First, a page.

Pygmy Short-horned Lizard

Photo: Jared Grummer
Photo: Jared Grummer

Phrynosoma douglassii

What they look like

  • Short-horned lizards are small to medium-sized lizards that are usually 1.3 to 2.5 inches long.
  • They have small horns pointed outward from the back of their short blunt head.
  • Their body is round, flattened, spiky, and surrounded by numerous pointy scales along the sides. The top of their body has dark blotches amidst brown, tan, beige, white, gray, and/or black.
  • They have short legs and short triangular tail.

All About Amphibians

Name: Pygmy Short-horned Lizard (Phrynosoma douglassii)
Order: Lizard (Squamata)
Family: Spiny Lizards (Phrynosomatidae)


Where they live

  • View a map of where they live.
  • Short-horned lizards can be found in many areas of the northwestern United States, ranging from near the Canadian border to northeastern California, northern Nevada, and southern Idaho.
  • Even though they tend to live in open, shrubby, or openly wooded areas scattered with ground plants, their habitats range from semi-arid plains to mountains.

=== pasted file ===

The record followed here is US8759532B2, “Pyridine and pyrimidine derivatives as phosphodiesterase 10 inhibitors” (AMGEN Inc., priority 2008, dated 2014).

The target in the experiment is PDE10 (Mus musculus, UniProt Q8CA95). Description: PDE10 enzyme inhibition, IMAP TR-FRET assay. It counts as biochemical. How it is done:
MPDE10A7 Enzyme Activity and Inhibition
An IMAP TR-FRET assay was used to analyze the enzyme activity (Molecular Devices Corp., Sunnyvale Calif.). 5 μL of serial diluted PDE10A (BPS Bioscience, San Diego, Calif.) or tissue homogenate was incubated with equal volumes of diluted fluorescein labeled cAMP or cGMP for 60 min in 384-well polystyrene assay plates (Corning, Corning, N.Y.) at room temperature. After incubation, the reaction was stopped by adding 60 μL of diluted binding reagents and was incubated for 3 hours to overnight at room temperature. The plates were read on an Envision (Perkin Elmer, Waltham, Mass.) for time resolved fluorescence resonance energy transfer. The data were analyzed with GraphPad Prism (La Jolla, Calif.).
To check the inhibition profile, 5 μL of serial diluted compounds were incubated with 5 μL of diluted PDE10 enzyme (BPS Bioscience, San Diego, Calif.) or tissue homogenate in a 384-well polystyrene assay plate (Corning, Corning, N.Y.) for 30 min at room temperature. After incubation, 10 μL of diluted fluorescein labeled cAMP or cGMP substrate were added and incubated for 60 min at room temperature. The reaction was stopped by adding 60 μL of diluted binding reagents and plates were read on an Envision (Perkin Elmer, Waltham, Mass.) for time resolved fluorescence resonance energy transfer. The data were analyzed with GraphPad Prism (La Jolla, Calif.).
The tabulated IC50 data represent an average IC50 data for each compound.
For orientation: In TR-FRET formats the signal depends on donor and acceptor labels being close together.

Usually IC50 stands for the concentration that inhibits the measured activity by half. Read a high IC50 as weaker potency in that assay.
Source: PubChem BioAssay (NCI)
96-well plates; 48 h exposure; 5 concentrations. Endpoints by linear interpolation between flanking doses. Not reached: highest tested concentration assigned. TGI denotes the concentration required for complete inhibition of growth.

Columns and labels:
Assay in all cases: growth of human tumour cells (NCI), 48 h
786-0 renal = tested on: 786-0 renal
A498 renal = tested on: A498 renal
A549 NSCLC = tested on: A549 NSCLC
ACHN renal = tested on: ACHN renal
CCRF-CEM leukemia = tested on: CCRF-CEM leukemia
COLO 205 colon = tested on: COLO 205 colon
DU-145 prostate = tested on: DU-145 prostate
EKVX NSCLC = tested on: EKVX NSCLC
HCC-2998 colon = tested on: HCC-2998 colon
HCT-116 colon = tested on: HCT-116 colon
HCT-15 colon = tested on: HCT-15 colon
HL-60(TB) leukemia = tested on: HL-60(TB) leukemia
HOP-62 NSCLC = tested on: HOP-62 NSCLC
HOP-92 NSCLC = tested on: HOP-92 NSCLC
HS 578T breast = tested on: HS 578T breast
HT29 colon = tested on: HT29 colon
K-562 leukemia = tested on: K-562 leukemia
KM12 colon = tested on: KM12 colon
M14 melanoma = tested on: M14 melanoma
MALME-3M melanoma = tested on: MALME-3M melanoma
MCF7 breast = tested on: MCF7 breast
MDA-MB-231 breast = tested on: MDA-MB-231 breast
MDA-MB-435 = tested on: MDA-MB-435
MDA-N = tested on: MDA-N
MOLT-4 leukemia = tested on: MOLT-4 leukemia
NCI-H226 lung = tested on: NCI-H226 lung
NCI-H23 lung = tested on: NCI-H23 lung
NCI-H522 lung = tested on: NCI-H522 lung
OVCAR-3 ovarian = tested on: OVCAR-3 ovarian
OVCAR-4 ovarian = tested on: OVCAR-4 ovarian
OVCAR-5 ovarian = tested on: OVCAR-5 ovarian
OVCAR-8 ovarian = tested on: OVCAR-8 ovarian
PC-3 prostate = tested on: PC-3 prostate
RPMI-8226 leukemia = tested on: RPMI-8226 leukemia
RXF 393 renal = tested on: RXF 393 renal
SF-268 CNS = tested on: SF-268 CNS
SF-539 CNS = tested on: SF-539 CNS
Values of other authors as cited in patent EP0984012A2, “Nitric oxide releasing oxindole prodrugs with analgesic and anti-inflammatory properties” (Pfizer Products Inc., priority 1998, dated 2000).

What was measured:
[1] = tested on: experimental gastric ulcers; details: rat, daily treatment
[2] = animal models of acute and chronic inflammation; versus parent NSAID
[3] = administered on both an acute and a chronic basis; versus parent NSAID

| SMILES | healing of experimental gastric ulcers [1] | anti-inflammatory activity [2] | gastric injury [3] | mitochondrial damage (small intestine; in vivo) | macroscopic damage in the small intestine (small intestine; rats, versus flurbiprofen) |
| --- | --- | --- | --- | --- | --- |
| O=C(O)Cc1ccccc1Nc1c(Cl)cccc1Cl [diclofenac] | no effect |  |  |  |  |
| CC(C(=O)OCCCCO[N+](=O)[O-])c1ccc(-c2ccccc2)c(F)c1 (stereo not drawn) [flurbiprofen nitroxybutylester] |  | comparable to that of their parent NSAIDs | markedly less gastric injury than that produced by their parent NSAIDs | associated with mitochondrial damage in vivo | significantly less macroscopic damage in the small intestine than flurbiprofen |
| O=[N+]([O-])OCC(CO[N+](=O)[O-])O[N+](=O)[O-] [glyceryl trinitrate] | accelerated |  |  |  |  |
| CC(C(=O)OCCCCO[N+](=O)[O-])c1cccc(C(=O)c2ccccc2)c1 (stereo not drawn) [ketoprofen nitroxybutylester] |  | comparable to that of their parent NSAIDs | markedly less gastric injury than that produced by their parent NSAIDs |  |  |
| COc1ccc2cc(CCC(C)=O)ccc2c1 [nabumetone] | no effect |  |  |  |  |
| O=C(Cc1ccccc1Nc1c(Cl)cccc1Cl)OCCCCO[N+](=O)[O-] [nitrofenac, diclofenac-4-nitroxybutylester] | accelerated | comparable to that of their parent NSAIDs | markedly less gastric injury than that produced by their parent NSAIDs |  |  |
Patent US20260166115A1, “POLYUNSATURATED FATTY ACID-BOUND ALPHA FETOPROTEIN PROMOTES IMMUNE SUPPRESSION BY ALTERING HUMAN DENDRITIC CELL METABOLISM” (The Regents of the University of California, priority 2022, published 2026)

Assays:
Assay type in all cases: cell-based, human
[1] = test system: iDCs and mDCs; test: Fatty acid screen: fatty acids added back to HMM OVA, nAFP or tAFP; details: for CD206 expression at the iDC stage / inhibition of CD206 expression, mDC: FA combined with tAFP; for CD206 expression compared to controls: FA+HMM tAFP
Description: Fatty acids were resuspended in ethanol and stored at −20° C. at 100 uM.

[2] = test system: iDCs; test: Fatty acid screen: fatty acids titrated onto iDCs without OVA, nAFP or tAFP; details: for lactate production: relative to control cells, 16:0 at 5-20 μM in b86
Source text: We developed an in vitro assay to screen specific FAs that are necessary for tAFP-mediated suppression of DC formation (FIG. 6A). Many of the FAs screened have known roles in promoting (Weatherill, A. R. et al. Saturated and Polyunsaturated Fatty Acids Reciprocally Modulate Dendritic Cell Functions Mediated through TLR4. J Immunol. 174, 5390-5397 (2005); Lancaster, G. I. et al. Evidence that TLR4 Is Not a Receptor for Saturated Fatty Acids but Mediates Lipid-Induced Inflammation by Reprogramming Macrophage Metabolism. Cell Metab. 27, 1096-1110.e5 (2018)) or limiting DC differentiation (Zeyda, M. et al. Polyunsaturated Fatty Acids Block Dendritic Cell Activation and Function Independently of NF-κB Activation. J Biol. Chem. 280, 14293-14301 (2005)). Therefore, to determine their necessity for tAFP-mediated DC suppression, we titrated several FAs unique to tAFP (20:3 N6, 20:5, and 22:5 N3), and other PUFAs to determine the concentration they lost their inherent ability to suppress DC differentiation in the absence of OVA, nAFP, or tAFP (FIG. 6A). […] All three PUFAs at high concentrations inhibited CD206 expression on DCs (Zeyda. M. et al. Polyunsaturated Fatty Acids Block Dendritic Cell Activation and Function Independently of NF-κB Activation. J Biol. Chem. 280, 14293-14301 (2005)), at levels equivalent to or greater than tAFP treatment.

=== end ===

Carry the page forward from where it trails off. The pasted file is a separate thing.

What they eat

  • Short-horned lizards feed on insects, especially ants.


  • Between July and September, females give live birth to 3 to 15 young.

Cool Biology Facts

  • Overall, horned lizards are rather toad-like in appearance, hence their Latin name “Phrynosoma” meaning “toad body”.  
  • To help hide from predators and seek refuge on hotter days, they use a technique called “shimmy burial” in which they slide their body side-to-side in loose soil or sand to partly submerge themselves.


  • Even though the destruction of habitat for agriculture may threaten short-horned lizards, they are considered “least concern” due to their large range and large stable populations.
  • View their status on the IUCN Red List of Threatened Species.
small brown salamander on bright green vegetation

Amphibians & Reptiles of Washington

Do you know where rattlesnakes live in our state? Or which salamander breathes through its skin? Explore the fascinating diversity of the 26 species of amphibians and 28 reptiles found in Washington state.